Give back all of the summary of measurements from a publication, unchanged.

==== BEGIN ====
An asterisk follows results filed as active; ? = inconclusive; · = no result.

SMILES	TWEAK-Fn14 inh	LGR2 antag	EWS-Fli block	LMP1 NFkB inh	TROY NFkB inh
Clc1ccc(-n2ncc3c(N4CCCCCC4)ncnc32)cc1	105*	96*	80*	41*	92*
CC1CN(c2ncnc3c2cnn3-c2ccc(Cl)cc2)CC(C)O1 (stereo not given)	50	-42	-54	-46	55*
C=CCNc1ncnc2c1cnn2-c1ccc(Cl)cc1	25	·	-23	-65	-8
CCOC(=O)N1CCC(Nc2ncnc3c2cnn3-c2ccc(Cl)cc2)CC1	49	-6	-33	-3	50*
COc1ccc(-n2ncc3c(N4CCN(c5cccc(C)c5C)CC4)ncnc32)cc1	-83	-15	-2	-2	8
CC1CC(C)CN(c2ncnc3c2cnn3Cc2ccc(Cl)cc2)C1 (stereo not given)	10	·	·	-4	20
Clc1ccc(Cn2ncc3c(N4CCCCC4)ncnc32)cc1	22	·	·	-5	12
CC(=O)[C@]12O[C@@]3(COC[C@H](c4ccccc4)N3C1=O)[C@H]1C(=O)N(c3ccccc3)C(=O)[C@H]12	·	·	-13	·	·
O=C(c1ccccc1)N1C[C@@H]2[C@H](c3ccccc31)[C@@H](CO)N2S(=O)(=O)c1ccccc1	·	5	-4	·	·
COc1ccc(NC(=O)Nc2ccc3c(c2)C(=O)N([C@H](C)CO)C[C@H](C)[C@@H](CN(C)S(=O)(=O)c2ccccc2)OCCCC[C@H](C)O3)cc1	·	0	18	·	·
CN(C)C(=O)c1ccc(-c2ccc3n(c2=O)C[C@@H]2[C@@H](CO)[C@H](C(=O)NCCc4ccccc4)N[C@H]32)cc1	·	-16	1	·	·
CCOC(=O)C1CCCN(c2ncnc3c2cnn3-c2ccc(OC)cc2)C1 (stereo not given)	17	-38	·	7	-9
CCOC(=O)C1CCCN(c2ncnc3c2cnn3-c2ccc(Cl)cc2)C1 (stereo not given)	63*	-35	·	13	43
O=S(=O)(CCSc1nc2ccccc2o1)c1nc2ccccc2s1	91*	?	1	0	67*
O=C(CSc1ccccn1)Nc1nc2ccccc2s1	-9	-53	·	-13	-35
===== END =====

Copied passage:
An asterisk follows results filed as active; ? = inconclusive; · = no result.

SMILES	TWEAK-Fn14 inh	LGR2 antag	EWS-Fli block	LMP1 NFkB inh	TROY NFkB inh
Clc1ccc(-n2ncc3c(N4CCCCCC4)ncnc32)cc1	105*	96*	80*	41*	92*
CC1CN(c2ncnc3c2cnn3-c2ccc(Cl)cc2)CC(C)O1 (stereo not given)	50	-42	-54	-46	55*
C=CCNc1ncnc2c1cnn2-c1ccc(Cl)cc1	25	·	-23	-65	-8
CCOC(=O)N1CCC(Nc2ncnc3c2cnn3-c2ccc(Cl)cc2)CC1	49	-6	-33	-3	50*
COc1ccc(-n2ncc3c(N4CCN(c5cccc(C)c5C)CC4)ncnc32)cc1	-83	-15	-2	-2	8
CC1CC(C)CN(c2ncnc3c2cnn3Cc2ccc(Cl)cc2)C1 (stereo not given)	10	·	·	-4	20
Clc1ccc(Cn2ncc3c(N4CCCCC4)ncnc32)cc1	22	·	·	-5	12
CC(=O)[C@]12O[C@@]3(COC[C@H](c4ccccc4)N3C1=O)[C@H]1C(=O)N(c3ccccc3)C(=O)[C@H]12	·	·	-13	·	·
O=C(c1ccccc1)N1C[C@@H]2[C@H](c3ccccc31)[C@@H](CO)N2S(=O)(=O)c1ccccc1	·	5	-4	·	·
COc1ccc(NC(=O)Nc2ccc3c(c2)C(=O)N([C@H](C)CO)C[C@H](C)[C@@H](CN(C)S(=O)(=O)c2ccccc2)OCCCC[C@H](C)O3)cc1	·	0	18	·	·
CN(C)C(=O)c1ccc(-c2ccc3n(c2=O)C[C@@H]2[C@@H](CO)[C@H](C(=O)NCCc4ccccc4)N[C@H]32)cc1	·	-16	1	·	·
CCOC(=O)C1CCCN(c2ncnc3c2cnn3-c2ccc(OC)cc2)C1 (stereo not given)	17	-38	·	7	-9
CCOC(=O)C1CCCN(c2ncnc3c2cnn3-c2ccc(Cl)cc2)C1 (stereo not given)	63*	-35	·	13	43
O=S(=O)(CCSc1nc2ccccc2o1)c1nc2ccccc2s1	91*	?	1	0	67*
O=C(CSc1ccccn1)Nc1nc2ccccc2s1	-9	-53	·	-13	-35